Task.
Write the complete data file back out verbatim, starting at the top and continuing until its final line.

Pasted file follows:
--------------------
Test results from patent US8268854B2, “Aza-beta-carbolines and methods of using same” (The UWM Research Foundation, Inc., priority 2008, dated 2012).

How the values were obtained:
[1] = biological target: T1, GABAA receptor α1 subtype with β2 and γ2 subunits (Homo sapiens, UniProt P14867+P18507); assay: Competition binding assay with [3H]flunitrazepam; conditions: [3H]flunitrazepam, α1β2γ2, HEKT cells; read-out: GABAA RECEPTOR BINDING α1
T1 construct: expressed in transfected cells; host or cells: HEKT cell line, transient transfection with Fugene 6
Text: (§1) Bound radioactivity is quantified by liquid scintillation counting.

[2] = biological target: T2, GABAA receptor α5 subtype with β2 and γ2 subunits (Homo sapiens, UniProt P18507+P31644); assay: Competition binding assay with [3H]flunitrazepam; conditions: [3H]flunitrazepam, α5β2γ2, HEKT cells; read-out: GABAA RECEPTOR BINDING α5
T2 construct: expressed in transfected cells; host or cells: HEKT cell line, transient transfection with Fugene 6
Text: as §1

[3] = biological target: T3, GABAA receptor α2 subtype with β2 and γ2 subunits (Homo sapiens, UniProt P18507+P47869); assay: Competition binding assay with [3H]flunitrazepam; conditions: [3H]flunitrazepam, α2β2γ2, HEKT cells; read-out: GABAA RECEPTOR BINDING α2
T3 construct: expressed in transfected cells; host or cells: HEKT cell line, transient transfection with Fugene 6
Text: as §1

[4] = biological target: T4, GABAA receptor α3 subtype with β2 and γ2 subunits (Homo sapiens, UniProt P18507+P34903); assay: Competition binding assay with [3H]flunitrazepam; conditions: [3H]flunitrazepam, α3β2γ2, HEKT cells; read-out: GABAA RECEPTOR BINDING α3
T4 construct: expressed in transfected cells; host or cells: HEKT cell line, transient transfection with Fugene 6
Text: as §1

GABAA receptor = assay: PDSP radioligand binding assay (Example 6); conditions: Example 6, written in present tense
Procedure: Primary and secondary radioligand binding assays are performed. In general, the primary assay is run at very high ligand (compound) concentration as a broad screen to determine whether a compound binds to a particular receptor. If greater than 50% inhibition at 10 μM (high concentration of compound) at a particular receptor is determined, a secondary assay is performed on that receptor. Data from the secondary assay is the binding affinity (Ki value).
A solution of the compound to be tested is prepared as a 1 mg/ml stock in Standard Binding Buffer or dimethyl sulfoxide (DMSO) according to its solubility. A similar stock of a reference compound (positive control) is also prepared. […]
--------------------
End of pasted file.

Test results from patent US8268854B2, “Aza-beta-carbolines and methods of using same” (The UWM Research Foundation, Inc., priority 2008, dated 2012).

How the values were obtained:
[1] = biological target: T1, GABAA receptor α1 subtype with β2 and γ2 subunits (Homo sapiens, UniProt P14867+P18507); assay: Competition binding assay with [3H]flunitrazepam; conditions: [3H]flunitrazepam, α1β2γ2, HEKT cells; read-out: GABAA RECEPTOR BINDING α1
T1 construct: expressed in transfected cells; host or cells: HEKT cell line, transient transfection with Fugene 6
Text: (§1) Bound radioactivity is quantified by liquid scintillation counting.

[2] = biological target: T2, GABAA receptor α5 subtype with β2 and γ2 subunits (Homo sapiens, UniProt P18507+P31644); assay: Competition binding assay with [3H]flunitrazepam; conditions: [3H]flunitrazepam, α5β2γ2, HEKT cells; read-out: GABAA RECEPTOR BINDING α5
T2 construct: expressed in transfected cells; host or cells: HEKT cell line, transient transfection with Fugene 6
Text: as §1

[3] = biological target: T3, GABAA receptor α2 subtype with β2 and γ2 subunits (Homo sapiens, UniProt P18507+P47869); assay: Competition binding assay with [3H]flunitrazepam; conditions: [3H]flunitrazepam, α2β2γ2, HEKT cells; read-out: GABAA RECEPTOR BINDING α2
T3 construct: expressed in transfected cells; host or cells: HEKT cell line, transient transfection with Fugene 6
Text: as §1

[4] = biological target: T4, GABAA receptor α3 subtype with β2 and γ2 subunits (Homo sapiens, UniProt P18507+P34903); assay: Competition binding assay with [3H]flunitrazepam; conditions: [3H]flunitrazepam, α3β2γ2, HEKT cells; read-out: GABAA RECEPTOR BINDING α3
T4 construct: expressed in transfected cells; host or cells: HEKT cell line, transient transfection with Fugene 6
Text: as §1

GABAA receptor = assay: PDSP radioligand binding assay (Example 6); conditions: Example 6, written in present tense
Procedure: Primary and secondary radioligand binding assays are performed. In general, the primary assay is run at very high ligand (compound) concentration as a broad screen to determine whether a compound binds to a particular receptor. If greater than 50% inhibition at 10 μM (high concentration of compound) at a particular receptor is determined, a secondary assay is performed on that receptor. Data from the secondary assay is the binding affinity (Ki value).
A solution of the compound to be tested is prepared as a 1 mg/ml stock in Standard Binding Buffer or dimethyl sulfoxide (DMSO) according to its solubility. A similar stock of a reference compound (positive control) is also prepared. […]